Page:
Patients who are not receiving sufficient analgesia at one particular step should be either “stepped up” to the next level of the ladder or their dose of current medicines should be increased. Adjuvant analgesics (such as baclofen) can be used at any step if indicated. Using this method, it is expected that around 80% of patients should receive adequate pain control.4
Step 1 involves the use of non-opioid analgesics such as paracetamol or non-steroidal anti-inflammatory drugs. To improve outcomes at all stages of the WHO pain ladder, patients should be advised to take these medicines (particularly paracetamol) at regular intervals rather than on a “when required” basis.
A weak opioid, such as codeine or dihydrocodeine, is used in combination with a non-opioid analgesic in step 2. In practice, this step of the ladder is often managed poorly, with some patients receiving combinations of weak opioids.
If a patient is not responding to maximum doses of one weak opioid then it is appropriate to move up to step 3 of the ladder. It is also useful to remember that prescribing a high dose of a weak opioid can result in an opioid load comparable to a low dose of a strong opioid (ie, 240mg of dihydrocodeine is roughly equivalent to 24mg of oral morphine).5
Weak opioids can have the same adverse effects as strong opioids, so patient counselling should be the same.
Strong opioid analgesics such as morphine, fentanyl or oxycodone are required in step 3. Once a patient is stabilised on a dose of immediate-release opioid, he or she should be switched to the equivalent dose of a modified-release preparation if possible.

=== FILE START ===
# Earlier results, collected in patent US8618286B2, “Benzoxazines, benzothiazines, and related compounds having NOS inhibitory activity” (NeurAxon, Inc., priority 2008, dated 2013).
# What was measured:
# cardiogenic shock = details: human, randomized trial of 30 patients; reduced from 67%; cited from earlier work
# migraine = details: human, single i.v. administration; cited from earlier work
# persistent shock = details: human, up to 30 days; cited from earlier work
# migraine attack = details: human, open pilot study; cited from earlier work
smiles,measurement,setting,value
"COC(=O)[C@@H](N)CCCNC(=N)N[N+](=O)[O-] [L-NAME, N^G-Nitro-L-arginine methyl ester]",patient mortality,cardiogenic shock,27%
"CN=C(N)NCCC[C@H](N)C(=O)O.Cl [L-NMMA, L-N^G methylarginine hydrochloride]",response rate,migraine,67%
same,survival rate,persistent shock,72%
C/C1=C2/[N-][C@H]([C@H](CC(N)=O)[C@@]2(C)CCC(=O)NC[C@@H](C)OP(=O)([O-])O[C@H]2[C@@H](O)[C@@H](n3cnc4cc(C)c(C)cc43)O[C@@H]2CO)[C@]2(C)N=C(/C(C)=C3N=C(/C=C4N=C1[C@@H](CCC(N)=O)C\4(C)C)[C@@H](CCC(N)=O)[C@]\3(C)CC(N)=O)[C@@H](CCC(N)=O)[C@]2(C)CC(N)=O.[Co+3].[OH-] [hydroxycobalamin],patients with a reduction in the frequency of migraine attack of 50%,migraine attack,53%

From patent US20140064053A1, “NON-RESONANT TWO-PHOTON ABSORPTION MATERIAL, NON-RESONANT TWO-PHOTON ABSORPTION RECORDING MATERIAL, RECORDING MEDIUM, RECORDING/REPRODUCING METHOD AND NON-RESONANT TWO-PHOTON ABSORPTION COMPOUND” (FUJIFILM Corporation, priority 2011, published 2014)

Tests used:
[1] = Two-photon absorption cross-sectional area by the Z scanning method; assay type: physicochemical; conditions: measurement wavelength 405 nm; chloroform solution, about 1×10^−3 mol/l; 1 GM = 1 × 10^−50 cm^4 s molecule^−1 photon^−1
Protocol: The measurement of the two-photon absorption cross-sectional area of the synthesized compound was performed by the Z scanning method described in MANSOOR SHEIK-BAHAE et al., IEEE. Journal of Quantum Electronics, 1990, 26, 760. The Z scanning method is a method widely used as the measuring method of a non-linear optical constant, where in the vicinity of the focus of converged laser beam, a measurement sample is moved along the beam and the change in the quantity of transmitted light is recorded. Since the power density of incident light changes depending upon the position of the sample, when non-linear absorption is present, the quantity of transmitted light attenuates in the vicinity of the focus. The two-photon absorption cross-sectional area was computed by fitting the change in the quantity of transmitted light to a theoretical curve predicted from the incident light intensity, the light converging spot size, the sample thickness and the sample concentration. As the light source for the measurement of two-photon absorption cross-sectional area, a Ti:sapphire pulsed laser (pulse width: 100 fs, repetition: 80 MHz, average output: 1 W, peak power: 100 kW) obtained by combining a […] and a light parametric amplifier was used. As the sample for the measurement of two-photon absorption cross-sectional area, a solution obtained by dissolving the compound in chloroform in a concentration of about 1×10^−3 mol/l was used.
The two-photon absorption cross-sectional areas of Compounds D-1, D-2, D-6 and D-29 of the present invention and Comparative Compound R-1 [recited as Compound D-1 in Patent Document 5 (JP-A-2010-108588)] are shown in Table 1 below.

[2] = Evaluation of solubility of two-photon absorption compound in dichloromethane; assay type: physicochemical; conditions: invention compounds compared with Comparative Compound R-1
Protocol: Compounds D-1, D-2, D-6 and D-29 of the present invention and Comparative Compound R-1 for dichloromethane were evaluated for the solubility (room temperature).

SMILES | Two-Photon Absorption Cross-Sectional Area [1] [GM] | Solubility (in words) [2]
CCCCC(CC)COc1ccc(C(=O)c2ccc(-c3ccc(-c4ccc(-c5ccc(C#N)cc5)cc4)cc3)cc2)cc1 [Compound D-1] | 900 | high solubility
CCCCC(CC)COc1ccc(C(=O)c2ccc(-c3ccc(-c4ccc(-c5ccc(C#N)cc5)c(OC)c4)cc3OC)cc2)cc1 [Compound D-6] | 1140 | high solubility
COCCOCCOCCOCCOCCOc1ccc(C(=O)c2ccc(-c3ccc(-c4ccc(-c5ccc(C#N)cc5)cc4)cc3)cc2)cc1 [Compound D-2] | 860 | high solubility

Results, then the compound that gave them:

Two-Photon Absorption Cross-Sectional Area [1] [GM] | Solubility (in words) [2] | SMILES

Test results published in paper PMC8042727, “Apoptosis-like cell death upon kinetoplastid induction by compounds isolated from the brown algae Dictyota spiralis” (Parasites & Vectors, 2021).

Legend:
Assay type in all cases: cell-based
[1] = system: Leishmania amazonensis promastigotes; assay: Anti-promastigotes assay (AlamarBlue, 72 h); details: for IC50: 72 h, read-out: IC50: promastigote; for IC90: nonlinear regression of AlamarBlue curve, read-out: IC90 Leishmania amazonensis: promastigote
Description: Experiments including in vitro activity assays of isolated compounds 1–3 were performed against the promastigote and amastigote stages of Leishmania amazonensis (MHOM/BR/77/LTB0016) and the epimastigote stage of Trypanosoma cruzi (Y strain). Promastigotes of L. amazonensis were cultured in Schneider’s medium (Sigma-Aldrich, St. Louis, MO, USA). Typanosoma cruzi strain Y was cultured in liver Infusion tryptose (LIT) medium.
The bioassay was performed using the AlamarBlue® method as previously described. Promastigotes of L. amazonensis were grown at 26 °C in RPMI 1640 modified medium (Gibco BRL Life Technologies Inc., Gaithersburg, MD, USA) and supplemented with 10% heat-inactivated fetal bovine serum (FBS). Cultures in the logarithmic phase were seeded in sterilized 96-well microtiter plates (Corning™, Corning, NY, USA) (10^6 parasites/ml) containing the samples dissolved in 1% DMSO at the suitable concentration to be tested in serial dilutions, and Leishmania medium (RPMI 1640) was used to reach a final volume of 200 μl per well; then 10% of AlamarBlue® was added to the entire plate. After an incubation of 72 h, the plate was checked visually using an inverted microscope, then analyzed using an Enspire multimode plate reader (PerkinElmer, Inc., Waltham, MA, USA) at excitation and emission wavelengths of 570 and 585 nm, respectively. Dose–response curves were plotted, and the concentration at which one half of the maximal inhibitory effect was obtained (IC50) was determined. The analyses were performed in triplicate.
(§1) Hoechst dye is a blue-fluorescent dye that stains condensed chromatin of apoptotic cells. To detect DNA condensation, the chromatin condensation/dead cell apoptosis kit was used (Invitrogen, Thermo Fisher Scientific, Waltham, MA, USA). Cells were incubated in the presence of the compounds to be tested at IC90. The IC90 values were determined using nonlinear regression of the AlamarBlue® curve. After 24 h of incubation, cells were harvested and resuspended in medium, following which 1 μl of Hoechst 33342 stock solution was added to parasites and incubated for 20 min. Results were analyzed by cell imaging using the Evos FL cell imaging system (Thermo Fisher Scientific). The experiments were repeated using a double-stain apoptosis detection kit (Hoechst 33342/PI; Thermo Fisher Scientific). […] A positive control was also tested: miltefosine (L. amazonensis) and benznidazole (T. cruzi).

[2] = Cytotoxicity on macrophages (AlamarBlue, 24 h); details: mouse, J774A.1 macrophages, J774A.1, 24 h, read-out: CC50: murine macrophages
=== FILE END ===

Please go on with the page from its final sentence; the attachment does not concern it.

(This is to avoid pronounced peak and trough drug concentrations — reducing tolerance and drug misuse.)5
There is currently no high-quality evidence to suggest that one opioid is better than another. Also, the tolerability of different opioids will differ between patients.5 This effect is often down to differences in individual pharmacokinetics and pharmacogenomics.
Currently, there is a lack of data on the safety and efficacy of long-term opioid use. Therefore, it is important that the benefits of opioid analgesia are weighed judiciously against the potential adverse effects on a case-by-case basis.
In addition to the typical side effects of opioid therapy, long-term opioid use has been shown to impair the immune system and the endocrine system (eg, causing hypogonadism, reduced libido and infertility). These effects should be disclosed to the patient before starting treatment.5
Patients with neuropathic pain respond poorly to conventional analgesics so using the WHO analgesic ladder is inappropriate for these patients. A protocol for the treatment of neuropathic pain6 can be